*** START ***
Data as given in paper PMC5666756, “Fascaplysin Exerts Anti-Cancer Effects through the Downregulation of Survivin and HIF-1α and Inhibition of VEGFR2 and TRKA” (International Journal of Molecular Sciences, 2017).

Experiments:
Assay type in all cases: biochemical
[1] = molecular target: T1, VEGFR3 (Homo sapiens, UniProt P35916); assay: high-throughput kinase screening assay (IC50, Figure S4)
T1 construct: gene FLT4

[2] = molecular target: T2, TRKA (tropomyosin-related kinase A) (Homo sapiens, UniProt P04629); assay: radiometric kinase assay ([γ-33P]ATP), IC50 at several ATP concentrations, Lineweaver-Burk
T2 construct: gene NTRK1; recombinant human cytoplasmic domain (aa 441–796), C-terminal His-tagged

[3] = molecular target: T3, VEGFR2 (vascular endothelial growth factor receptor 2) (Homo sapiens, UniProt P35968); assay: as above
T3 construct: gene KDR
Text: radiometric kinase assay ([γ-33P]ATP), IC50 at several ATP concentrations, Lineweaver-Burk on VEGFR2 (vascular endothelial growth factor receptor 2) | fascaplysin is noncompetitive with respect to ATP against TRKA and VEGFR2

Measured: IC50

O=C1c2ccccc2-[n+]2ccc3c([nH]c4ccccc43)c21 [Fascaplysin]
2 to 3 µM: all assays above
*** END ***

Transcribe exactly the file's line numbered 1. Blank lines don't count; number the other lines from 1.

Data as given in paper PMC5666756, “Fascaplysin Exerts Anti-Cancer Effects through the Downregulation of Survivin and HIF-1α and Inhibition of VEGFR2 and TRKA” (International Journal of Molecular Sciences, 2017).